Herbs we love: Peppermint

Neal's Yard Remedies

Neal's Yard Remedies

Writer and expert

In this month’s herb blog, our Brand Ambassador, Tipper Lewis, shares her knowledge of peppermint and the ways it can support wellbeing all year round.


What is Mint?

Mint is a large family growing all over the world, as part of the lamiaceae family they characteristically they have square stems, that combined with the strong minty aroma when you crush the leaves makes it easy to identify.


There’s a lot of folklore about Mint, Greek mythology tells stories of nymphs being turned into mint plants after jealous queens find out about their husbands wandering eyes. On a more substantial level mint has been found in Egyptian tombs dating back to 1000BC, and surprisingly mint was bought to Britain by Roman soldiers on their long marches through Europe.

Mint: combining flavours

Today, I’m talking about one member of this extended family, Peppermint or Mentha piperita. It must be one of the easiest herbs to grow, I have huge pots of it going up the steps into my garden, it’s a lovely daily ritual to wander outside, pick a handful of fresh mint stems, look at what’s new and then steep them in freshly boiled water in my big china teapot. Nothing beats the aroma as you pour it into a cup and inhale the fresh, clean, uplifting aroma, it certainly clears the cobwebs away.


Mint is easy and delicious combined with other herbs, depending on what benefit you want, here are three of my favourite combinations, in summertime these are fresh herbs picked from the garden, but in winter or if you don’t have an outside space dried herbs are brilliant.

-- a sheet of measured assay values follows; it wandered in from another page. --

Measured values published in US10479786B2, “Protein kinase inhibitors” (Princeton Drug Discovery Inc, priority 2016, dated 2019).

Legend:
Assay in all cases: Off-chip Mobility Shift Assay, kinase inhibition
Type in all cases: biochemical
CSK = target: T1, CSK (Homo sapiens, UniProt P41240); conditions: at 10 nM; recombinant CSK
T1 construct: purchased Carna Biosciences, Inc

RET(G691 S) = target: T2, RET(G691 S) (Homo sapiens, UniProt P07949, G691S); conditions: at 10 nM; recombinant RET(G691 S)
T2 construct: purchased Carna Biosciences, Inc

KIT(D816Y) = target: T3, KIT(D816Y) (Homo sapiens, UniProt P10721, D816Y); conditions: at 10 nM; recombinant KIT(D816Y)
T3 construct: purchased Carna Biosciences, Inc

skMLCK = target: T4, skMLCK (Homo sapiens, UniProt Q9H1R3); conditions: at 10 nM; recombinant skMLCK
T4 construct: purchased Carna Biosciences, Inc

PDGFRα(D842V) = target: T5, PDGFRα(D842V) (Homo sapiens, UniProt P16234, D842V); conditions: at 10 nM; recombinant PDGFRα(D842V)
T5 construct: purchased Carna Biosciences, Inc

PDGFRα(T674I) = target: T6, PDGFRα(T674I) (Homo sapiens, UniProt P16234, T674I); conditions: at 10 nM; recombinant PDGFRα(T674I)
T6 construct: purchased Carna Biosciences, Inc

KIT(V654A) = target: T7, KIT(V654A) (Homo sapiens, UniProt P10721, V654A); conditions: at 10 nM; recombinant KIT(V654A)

Lemon balm, lemon verbena, rosemary and mint is my daily mid-morning blend. It’s light, fresh, crisp, clearing and energising, perfect for a restorative mind break.


Fennel seed, chamomile, lemon balm and peppermint is a delicious post dinner brew, soothing, calming and naturally supporting our digestion.


Chamomile, lavender, lemon balm and peppermint is a good all-round tea, helping you unwind but also feel revived, I love the way mint balances out the more sedative herbs like chamomile and lavender.

Mint Leaves

Mint is happy in a partly sunny to shady spot, it’s best grown in a large pot because it sends out runners, which can quickly take over a large area, and as long as you keep picking to prevent it from flowering you’ll have mint all summer long, and if it does flower – well its beautiful and loved by pollinators, sprigs work wonderfully in a bunch of flowers, adding aroma as well as beauty.


Dried mint is always in my tea cupboard because it’s so useful to support wellbeing throughout the seasons. If you’re new to herbal teas or find many taste unappealing peppermint is a good place to start because it tastes great alone and lifts combinations.


The minty taste is due to menthol, in winter this is helpful to clear when we’re bunged up or our head feels stuffy, mint is also classed as a cooling herb, useful when we feel like a cold is on the way and we feel hot and sweaty.


Menthol also helps cool and revive if feeling mental strain, lethargic or have difficulty concentrating on busy days.

In summer mint makes a delicious tea helping cool us down when we’re feeling hot and bothered. When the temperature soars, I turn to iced tea instead, mint, rose and lemon verbena infused, then left to cool and served in glass with plenty of ice is the perfect drink to enjoy in a shady spot.

Lemon and Mint Tea

Mint: our products

If you love the aroma and the way mint makes you feel, why not try our Peppermint essential oil in a diffuser, it’s black Mitcham mint, grown and distilled in Hampshire on a family farm. Or enjoy it in Remedy to Roll Study smoothed on pulse points to help clear the cobwebs away. Spearmint infuses our Garden Mint & Bergamot collection and every time you wash your hands you can enjoy the cool, calm and uplifting aroma - simply gorgeous.